Secondly, nature was written by God, and can teach deeper lessons about humanity's place in the world often more directly than texts. Furthermore, learning about life can teach you how to apply the lessons that you learn in books to your life. That sort of "life wisdom" is very important. Thirdly, knowing the complexity of the Creation as best we can can lead you to better appreciate the great wisdom of God.

Art is very special to me. Without going on to great length, the emotion that art conveys are part of the deeper level of knowing that translates into meaningfulness and action. Har Sinai was a sensory experience with audio and visual components, and God has commanded that we teach that to our children. The mitzva of Talmud Torah is derived from the 4th Chapter in Devarim, where Moshe tells the Jews to teach their children what it was like to be at Har Sinai.
רמב"ם הלכות תשובה פרק העשירי, הלכה ב

העובד מאהבה - עוסק בתורה ובמצוות והולך במתיבות החוכמה לא מפני דבר בעולם, לא מפני יראת הרעה ולא כדי לירש הטובה, אלא עושה האמת מפני שהוא אמת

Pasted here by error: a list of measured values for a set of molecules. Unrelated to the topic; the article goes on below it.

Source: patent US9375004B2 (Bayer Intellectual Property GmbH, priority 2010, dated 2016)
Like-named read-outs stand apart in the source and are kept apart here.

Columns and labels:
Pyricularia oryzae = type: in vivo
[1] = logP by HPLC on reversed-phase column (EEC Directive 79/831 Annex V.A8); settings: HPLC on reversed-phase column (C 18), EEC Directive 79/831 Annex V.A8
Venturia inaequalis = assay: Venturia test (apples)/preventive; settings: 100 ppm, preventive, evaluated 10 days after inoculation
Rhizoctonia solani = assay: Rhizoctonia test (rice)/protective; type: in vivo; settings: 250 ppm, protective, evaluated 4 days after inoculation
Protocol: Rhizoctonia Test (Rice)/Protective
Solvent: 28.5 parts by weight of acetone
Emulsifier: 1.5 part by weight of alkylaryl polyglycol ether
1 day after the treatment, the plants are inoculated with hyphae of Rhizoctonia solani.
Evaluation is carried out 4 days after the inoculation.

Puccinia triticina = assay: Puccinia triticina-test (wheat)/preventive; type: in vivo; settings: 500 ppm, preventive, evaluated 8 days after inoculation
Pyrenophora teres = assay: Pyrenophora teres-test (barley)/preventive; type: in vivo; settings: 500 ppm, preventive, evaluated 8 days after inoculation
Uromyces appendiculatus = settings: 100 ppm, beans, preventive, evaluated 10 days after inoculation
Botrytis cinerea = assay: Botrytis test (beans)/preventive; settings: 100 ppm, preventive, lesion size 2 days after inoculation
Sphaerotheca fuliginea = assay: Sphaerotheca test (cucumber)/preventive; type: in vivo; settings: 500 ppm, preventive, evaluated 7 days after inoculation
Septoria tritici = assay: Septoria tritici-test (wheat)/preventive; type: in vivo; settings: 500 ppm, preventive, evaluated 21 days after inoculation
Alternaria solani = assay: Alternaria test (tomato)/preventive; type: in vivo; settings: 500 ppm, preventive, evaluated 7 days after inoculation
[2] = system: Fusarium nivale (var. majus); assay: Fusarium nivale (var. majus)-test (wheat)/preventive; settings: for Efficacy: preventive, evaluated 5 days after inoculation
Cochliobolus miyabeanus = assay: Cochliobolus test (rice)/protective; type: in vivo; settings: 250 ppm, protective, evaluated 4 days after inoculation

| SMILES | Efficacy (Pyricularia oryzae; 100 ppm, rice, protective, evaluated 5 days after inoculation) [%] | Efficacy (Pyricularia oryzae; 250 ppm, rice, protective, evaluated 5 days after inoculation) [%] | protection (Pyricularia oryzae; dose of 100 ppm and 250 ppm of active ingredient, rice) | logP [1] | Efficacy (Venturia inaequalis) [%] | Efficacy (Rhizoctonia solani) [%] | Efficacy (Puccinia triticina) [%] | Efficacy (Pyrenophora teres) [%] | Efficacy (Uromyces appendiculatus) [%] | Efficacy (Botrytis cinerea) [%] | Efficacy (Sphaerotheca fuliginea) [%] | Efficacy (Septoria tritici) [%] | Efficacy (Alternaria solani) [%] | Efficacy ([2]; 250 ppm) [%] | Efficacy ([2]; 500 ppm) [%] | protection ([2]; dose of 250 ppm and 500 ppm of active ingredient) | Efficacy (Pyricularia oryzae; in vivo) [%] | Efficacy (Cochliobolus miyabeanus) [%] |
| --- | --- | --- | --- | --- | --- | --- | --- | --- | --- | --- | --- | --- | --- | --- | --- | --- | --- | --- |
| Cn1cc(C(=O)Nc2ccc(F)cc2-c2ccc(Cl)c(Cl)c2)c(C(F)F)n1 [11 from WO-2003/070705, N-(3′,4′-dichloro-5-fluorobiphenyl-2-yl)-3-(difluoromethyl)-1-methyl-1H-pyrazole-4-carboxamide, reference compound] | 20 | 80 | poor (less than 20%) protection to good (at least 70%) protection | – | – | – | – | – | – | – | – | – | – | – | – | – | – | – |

הלכה ג

אהבה גדולה יתרה רבה עזה עד מאד, עד שתהא נפשו קשורה באהבת השם ... וכל שיר השירים משל הוא לענין זה

#4 moe says

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Posted 05 February 2012 - 11:48 AM

My path into BT'hood has been very enlightening. I won't give the details but I'm happy that I decided to become more observant and learn more about "our ways"
Which brings me to the question I had with my Rabbi as to what it means to "Study Torah"

I've always looked at Torah as beyond the scope of the just the written and oral. To limit it to that would mean that there is a finite attainable end. If I understand correctly, Torah is infinite. If that's true isn't secular study also a part of torah study?

Biology, art, archaeology - I feel close to the creator when I study subjects such as these yet my community shuns any study aside from "Torah"

As a BT, one of my goals is to make "Torah" study something regular, but why should that exlude everything else?

Can anyone else share their thoughts and opinions?

the designations oral and written torah refer only to the method of transmission. either the torah you are learning was written down, in tanach, or conveyed orally, from generations past. this does not speak to the question of "how much stuff," torah is, or is not. torah, even if reduced to a single verse, would remain infinite, if that one verse can teach an endless number of lessons.

walt whitman felt close to the creator by rolling in the mud. That doesn't make it torah.